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Evil, Satan, and a contradiction in the Bible

Postby Head William » Sun Mar 20, 2016 3:48 pm

The church teaches that all evil comes from the devil
The church teaches that evil spirits are from the devil
They also teach that sickness and even death is from the devil or his demons

What say you? This will lead into the contradictions, for example contradiction #1. was it the Lord's anger or was it satan?

2Sa_24:1 And again the anger of the LORD was kindled against Israel, and he moved David against them to say, Go, number Israel and Judah.


1Ch_21:1 And Satan stood up against Israel, and provoked David to number Israel.

(don't be too quick to answer , cause I have the revelation of what happened.)
Head William

Re: Evil, Satan, and a contradiction in the Bible

Postby jimwalton » Thu Jan 19, 2017 5:51 pm

Great question. It sounds like it’s out of the Skeptics Annotated Bible, or off of one of those goofy internet “Contradictions in the Bible” websites. But no matter. I’ll answer it in simple language, just as I promised.

“The Church teaches that all evil comes from the devil.” No it doesn’t. The Bible teaches that evil comes from our own hearts. I’ll go first to Luke 6.45, where Jesus says: “A good man brings good things out of the good stored up in his heart, and an evil man brings evil things out of the evil stored up in his heart.” So also James 1.14: Evil comes from our own evil desires.

“The Church teaches that evil spirits are from the devil.” Not necessarily. We don’t really know where evil spirits are from. We believe that God created everything good, but many beings that he created (both divine and earthly) have free will. Somewhere along the line we believe that some spiritual beings rebelled against God and chose evil, but we know nothing about when, how, why, or anything about it. We believe that the Devil is probably the strongest of said spirits, but we are not told he is the leader, that he sends them, that they are from him, or much of anything about it. Mostly we are told they exist and that they oppose God.

“They also teach that sickness and evil death is from the devil or his demons.” Not necessarily. Most of the time, no, but at least occasionally, possibly. Some sickness in the gospels was attributed to Satan, but not most of it.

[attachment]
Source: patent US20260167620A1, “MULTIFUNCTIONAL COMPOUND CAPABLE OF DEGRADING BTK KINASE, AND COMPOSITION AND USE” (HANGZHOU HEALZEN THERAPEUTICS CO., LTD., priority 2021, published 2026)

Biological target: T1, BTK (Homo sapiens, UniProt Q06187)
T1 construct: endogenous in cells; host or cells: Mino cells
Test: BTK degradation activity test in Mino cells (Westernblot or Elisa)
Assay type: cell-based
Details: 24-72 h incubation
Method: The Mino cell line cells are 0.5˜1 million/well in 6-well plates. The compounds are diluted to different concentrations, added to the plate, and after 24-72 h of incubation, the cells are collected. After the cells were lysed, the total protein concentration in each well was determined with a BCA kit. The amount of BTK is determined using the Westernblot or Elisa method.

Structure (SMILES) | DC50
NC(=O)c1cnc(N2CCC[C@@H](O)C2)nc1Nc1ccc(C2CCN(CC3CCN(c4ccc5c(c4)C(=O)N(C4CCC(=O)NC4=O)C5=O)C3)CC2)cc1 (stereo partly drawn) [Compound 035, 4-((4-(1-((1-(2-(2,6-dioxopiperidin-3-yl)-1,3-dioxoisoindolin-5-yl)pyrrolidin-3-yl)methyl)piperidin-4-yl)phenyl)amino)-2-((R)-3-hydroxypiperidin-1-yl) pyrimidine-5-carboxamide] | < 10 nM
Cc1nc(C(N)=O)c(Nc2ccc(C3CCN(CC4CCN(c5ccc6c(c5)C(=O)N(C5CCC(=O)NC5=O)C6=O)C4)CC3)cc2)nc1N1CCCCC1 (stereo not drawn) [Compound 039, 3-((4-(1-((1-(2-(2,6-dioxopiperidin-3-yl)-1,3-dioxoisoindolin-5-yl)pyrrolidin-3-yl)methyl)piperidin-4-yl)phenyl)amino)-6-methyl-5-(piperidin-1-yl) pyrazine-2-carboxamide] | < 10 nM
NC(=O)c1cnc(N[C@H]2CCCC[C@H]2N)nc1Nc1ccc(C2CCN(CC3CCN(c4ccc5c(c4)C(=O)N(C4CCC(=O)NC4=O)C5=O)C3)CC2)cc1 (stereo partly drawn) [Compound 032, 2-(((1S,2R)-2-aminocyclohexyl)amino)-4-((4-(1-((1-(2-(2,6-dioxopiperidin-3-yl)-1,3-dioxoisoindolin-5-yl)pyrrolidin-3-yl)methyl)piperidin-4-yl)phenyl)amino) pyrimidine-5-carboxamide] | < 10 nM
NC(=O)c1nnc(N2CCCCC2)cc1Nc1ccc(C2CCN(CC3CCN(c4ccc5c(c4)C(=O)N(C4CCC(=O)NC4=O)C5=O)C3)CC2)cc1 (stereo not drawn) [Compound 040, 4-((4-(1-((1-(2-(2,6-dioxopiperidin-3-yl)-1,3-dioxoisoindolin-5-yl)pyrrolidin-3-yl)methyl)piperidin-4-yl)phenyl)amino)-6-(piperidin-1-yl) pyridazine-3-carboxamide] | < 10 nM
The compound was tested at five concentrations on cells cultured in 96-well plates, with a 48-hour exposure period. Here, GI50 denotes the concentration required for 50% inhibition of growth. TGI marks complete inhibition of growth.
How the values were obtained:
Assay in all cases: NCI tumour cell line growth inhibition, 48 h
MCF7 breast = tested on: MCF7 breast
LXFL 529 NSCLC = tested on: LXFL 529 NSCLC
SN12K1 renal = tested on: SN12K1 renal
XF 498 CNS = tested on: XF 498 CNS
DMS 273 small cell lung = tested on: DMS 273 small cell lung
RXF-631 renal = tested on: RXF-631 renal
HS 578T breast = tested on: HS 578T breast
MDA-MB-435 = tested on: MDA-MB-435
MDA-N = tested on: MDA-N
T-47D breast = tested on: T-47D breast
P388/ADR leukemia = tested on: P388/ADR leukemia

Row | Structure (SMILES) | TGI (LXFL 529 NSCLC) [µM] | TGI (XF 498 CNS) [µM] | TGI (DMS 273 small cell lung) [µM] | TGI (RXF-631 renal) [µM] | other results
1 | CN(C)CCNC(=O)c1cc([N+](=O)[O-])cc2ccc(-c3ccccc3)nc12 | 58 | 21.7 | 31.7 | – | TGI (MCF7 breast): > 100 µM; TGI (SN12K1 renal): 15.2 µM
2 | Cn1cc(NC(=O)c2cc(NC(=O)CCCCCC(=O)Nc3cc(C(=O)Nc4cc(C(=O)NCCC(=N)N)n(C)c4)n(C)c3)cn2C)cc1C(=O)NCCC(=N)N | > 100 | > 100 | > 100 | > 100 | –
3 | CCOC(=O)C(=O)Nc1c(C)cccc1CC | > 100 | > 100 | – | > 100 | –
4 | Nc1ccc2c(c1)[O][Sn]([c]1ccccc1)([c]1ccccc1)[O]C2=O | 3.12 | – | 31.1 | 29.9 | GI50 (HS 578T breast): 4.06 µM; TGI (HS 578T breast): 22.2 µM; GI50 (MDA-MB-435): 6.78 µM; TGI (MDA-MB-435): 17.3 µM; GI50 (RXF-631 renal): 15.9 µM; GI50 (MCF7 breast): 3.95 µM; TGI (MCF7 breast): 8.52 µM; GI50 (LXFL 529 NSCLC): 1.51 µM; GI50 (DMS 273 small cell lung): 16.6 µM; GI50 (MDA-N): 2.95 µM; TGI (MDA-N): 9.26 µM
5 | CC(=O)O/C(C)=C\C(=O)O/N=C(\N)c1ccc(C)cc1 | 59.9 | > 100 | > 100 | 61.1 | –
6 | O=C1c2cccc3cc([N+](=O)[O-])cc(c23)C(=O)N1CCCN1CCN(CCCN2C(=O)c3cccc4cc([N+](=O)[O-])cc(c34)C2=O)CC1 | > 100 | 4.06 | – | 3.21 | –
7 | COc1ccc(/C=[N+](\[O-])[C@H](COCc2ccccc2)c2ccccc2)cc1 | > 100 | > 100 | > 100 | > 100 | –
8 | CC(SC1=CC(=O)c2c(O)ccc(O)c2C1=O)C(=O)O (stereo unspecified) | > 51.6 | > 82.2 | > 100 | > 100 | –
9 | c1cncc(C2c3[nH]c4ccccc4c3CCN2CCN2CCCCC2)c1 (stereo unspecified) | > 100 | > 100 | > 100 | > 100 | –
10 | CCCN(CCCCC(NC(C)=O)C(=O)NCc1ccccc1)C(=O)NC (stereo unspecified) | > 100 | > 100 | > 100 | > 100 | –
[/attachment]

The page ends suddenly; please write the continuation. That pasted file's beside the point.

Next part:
Now on to your “Contradiction #1: “Was it the Lord’s anger or Satan’s?” 2 Sam. 24.1 vs. 1 Chr. 21.1.

In the ancient world, God was considered to be the one who controlled the actions of Satan, and even used Satan to accomplish some of his purposes on earth. In the book of Job (1.10 and 2.5), Satan explicitly admits he doesn’t have the ability to act independently of the will of God. He knows that the power he has is delegated to him by God, and while he has freedom to act within boundaries, he can’t go outside of those boundaries. So did God “incite David to take a census of Israel” or did Satan? Suppose your Prime Minister issues an order to one of your Brigadier Generals to order some infantry corps to a trouble spot in Dublin. Who issued the order? Well, one could rightfully say your Prime Minister did, but one could also say the general did. That’s not a contradiction, it’s ranks of power, and they can both easily be true.

The nature of God’s relationship with Satan in the Old Testament was not well known. Satan was perceived as an adversary, but still only able to operate within a particular sphere of action. Suppose there was trouble in Dublin, and your military surrounded the trouble area so it couldn’t spread. Within that radius, the rebels were wreaking havoc, not because your Prime Minister made them do it, but because they were choosing to do that, and he hadn’t moved in the army yet to stop them. That doesn’t make your Prime Minister responsible for the carnage; he has a strategy of how and when he is going to act.

So also with God. Satan moves with certain walls. God has a strategy to stop him, but it involves the appropriate action at the right time. Some people, I’m sure, would say the Prime Minister might as well have been doing it because he wasn’t putting a stop to it. Others would say that it was the rebels themselves causing the problem, and that the army would move when it was ready.

Here in this text, 2 Samuel 24.1 says “the anger of the Lord burned against Israel.” That’s true. Israel had sinned. God knew there was compromise, idolatry, and ungodliness in the nation, and by inciting David to take a census, it would bring out the truth of that, and how corrupt the people were. In the New Testament, Jesus told the woman at the well, “Go get your husband,” knowing full well she didn’t have one. In asking that, he brought out the truth of the sin. So also here. God uses Satan to incite David to take a census. So was it the Lord’s anger, or was it Satan? God uses Satan to accomplish his purposes, just as your Prime Minister might use his General or his army.

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